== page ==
After Pitney Bowes Inc cut copayments for two essential heart drugs, employees at the Stamford, Connecticut-based company began filling their prescriptions more regularly, according to a new report.

They also were less likely to visit the doctor, end up in the ER or be admitted to a hospital, slashing their out-of-pocket expenses beyond the copay reductions, researchers found.

"These are events that are clinically and economically important," said Dr. Niteesh Kumar Choudhry of Brigham and Women's Hospital in Boston.

He and his colleagues studied the healthcare use of more than 2,800 Pitney Bowes employees who qualified for reduced copays on statins, a class of cholesterol-lowering medications, or the clot-buster drug clopidogrel.

Several insurers now offer similar plans, known as value-based insurance designs, lowering the amount patients have to pay for certain evidence-based health services. The Affordable Care Act also contains a provision asking insurers to explore this option.

The goal is to improve quality of care and eventually curb healthcare spending by ensuring that people stick with their treatment to avoid more-serious, costlier health problems - in the case of clopidogrel, another heart attack or stroke.

Non-adherence is considered a major problem, costing the U.S. an estimated $100 to $300 billion a year, Choudhry said. While people may skip their drugs for many reasons, the price tag could be a deterrent to some.

Pitney Bowes lowered the copays in January 2007. The clopidogrel copay dropped from just over $17 to less than $9 per month, on average; for the patients on statins, the monthly out-of-pocket spending on the drugs fell from about $24 to less than a dollar.

Over the same period, the rate of prescriptions filled for the two drugs rose by six to seven percentage points, although still hovered just around 50 percent overall.

Compared with a group of nearly 50,000 employees from other companies without a value-based insurance design, Pitney Bowes' employees had 10 to 20 percent fewer doctor visits and about 10 percent fewer hospitalizations and ER admissions. That's about one fewer admission per 200 patients, Choudhry said.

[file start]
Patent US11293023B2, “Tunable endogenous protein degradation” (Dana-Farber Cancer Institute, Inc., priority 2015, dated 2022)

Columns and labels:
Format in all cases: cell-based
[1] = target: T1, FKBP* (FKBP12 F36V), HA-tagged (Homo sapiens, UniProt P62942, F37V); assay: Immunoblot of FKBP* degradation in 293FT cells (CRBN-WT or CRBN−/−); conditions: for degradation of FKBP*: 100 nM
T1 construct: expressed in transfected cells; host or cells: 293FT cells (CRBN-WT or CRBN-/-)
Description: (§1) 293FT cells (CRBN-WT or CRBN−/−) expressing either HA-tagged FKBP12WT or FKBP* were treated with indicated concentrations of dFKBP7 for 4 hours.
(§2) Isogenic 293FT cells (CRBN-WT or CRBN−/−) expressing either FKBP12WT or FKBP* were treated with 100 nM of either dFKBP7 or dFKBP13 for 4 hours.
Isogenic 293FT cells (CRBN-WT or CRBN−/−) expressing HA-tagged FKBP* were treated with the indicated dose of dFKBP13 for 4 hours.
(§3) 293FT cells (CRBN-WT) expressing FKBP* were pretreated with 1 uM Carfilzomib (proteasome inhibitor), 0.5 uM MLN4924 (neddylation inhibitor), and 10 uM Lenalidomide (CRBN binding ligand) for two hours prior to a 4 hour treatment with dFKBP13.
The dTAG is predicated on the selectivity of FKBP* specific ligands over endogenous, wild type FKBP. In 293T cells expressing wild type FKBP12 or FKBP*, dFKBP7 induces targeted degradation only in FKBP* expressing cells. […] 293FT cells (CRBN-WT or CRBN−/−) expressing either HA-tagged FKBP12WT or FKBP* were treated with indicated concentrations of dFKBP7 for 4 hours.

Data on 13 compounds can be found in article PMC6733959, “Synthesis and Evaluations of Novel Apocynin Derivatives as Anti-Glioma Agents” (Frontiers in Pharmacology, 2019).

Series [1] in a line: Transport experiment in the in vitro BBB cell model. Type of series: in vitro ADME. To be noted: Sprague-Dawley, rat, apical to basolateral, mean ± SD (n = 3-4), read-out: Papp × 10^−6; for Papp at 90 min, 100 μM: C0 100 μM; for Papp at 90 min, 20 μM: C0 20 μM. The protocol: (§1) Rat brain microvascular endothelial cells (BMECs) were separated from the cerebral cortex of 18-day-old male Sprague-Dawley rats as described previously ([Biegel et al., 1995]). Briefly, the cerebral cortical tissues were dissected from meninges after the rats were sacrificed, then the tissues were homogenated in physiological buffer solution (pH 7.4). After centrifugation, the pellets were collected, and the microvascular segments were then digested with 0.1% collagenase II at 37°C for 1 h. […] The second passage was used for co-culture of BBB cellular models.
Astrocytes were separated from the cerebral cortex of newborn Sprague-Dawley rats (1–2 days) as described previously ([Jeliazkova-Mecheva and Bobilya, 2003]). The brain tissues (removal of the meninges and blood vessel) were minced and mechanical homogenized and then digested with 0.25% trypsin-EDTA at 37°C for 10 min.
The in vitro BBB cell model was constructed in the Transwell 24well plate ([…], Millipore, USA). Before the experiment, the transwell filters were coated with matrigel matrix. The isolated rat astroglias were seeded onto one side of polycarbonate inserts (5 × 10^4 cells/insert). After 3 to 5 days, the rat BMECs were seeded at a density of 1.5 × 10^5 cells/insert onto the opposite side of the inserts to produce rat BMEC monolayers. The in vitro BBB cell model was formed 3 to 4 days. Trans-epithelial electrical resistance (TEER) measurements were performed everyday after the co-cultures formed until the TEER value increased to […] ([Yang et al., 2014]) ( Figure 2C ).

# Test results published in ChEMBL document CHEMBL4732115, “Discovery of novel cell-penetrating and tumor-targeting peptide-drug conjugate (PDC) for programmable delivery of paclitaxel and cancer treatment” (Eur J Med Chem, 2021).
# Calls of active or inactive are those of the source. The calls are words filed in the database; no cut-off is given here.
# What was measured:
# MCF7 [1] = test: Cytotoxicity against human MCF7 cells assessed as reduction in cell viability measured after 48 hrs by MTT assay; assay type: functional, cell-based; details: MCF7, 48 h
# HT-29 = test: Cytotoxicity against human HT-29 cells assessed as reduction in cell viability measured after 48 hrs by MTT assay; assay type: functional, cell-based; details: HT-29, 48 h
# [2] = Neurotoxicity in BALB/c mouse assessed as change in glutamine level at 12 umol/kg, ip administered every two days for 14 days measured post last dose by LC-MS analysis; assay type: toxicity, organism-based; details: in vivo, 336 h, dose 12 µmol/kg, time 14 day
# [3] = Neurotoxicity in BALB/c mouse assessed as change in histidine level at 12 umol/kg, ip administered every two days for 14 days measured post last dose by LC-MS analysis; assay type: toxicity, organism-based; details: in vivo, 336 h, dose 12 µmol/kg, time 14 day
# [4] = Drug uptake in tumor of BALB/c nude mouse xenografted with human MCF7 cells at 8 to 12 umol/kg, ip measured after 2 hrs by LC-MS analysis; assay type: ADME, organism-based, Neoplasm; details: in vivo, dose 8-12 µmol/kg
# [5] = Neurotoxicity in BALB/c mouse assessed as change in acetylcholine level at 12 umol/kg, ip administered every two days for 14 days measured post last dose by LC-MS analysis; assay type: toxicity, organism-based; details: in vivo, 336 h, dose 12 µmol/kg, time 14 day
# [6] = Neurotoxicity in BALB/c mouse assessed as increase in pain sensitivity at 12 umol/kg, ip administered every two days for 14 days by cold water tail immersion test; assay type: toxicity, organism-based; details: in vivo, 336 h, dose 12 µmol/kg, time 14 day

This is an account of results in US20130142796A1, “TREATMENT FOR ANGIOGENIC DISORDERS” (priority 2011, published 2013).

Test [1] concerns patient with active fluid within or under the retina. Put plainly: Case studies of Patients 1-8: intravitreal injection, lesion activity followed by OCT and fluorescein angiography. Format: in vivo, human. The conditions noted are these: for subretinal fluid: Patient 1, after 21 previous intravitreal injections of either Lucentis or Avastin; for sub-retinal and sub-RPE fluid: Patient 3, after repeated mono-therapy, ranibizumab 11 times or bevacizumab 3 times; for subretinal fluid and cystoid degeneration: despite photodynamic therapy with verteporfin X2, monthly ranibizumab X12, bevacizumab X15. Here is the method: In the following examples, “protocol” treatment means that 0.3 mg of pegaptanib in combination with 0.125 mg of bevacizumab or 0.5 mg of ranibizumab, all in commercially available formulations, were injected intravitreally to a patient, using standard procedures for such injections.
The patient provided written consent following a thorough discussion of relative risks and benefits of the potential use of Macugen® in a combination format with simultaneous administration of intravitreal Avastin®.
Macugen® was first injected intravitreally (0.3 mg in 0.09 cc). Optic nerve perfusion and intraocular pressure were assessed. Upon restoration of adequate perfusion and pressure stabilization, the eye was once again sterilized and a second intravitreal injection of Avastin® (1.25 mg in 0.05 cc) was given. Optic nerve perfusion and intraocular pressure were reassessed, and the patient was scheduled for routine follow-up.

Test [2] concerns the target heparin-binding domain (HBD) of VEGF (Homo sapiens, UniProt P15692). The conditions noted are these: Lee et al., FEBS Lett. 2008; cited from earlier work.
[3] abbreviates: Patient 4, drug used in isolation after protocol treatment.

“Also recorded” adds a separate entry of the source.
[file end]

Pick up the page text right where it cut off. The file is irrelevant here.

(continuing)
There were no drops in major health complications, such as heart attacks, strokes or heart surgeries, however. Choudhry said a previous experiment he worked on in higher-risk patients found decreases even in such major clinical outcomes when patients didn't have to pay out-of-pocket for heart medicine. Over time, he expects to see the same in the Pitney Bowes employees.


Beyond the lower copay, patients also ended up shelling out less money for other medical services, with drops between 10 and 24 percent. Combined insurer pharmacy and medical spending inched up by eight percent, offsetting the lower patient spending.

So while the lower copays didn't save money overall, they didn't drive up costs either, according to the report, published Wednesday in the Journal of the American College of Cardiology.

Choudhry said value-based insurance designs are unlikely to lead to a "massive spending cut," and are only a small step toward better treatment adherence. Still, he considered the findings positive.

"The idea that we get something that is quality-improving but is cost-neutral is a bit of a rarity," Choudhry told Reuters Health.

An editorial in the journal echoed that sentiment. Dr. Eric Stecker of Oregon Health & Science University in Portland and his colleagues noted that the researchers "demonstrate that incentivizing evidence-based medication use can lead to tangible clinical benefits without increasing costs."

The study was supported by The Commonwealth Fund, a private foundation in New York City.